A series of humanitarian tragedies in the 1990s (Somalia, Rwanda, Srebrenica, Kosovo) demonstrated the international community's failure to protect civilians in the context of complex emergencies. They were the inspiration for two norms of protection, Responsibility to Protect (R2P) and Protection of Civilians (POC), both deeply rooted in the empathy that human beings have for the suffering of innocent people. Both norms have achieved high-level endorsement: R2P from the 2005 World Summit and its Outcome document (Art. 138-140) and POC from a series of Security Council resolutions. The two norms of protection were instrumental in adopting the Security Council Resolutions 1970 and 1973 (Libya) and 1975 (Cote d'Ivoire) in the year 2011.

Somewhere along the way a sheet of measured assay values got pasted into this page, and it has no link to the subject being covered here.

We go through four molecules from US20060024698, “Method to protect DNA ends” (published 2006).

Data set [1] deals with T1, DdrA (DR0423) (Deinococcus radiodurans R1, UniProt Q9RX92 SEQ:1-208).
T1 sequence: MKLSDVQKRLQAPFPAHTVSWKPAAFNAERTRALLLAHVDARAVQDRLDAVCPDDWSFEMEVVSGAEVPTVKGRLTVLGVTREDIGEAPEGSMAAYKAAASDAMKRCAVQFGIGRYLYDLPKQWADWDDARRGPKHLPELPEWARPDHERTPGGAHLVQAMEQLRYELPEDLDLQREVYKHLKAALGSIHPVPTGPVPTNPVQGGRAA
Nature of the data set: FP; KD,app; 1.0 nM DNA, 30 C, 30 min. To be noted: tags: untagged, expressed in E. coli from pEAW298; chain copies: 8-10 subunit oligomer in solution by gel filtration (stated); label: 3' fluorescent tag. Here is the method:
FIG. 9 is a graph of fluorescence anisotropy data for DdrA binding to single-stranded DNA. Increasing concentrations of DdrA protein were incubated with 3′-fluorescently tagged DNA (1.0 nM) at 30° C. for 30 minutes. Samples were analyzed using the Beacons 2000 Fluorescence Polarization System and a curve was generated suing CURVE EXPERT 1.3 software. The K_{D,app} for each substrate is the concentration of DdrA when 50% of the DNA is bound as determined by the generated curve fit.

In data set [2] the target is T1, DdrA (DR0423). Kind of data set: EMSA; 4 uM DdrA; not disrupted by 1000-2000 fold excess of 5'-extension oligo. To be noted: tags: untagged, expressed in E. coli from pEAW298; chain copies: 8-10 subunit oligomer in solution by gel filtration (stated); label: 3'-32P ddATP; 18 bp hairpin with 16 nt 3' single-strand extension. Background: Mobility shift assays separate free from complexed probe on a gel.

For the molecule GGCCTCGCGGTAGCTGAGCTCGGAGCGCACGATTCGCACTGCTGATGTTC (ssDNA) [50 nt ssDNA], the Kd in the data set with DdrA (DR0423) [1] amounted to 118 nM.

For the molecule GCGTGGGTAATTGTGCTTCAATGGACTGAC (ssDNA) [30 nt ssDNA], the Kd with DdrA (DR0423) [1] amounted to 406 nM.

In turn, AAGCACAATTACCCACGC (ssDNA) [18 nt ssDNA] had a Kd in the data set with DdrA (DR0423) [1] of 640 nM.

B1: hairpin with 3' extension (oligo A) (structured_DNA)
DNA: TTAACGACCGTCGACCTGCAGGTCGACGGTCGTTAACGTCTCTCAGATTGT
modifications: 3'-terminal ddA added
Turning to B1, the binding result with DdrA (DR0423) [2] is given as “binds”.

Both norms raise concerns of misinterpretation and misuse. They both are developing—sometimes in parallel, sometimes diverging, and sometimes converging—with varying degrees of institutionalization and acceptance. This process is likely to continue for some time, with successes and failures enhancing or retarding that development. This book engages in a profound comparative analysis of the two norms and aims to serve policymakers at different levels (national, regional, and UN), practitioners with protective roles (force commanders, military trainers, strategists, and humanitarian actors), academics and researchers (in international relations, law, political theory, and ethics), civil society, and R2P and POC advocates.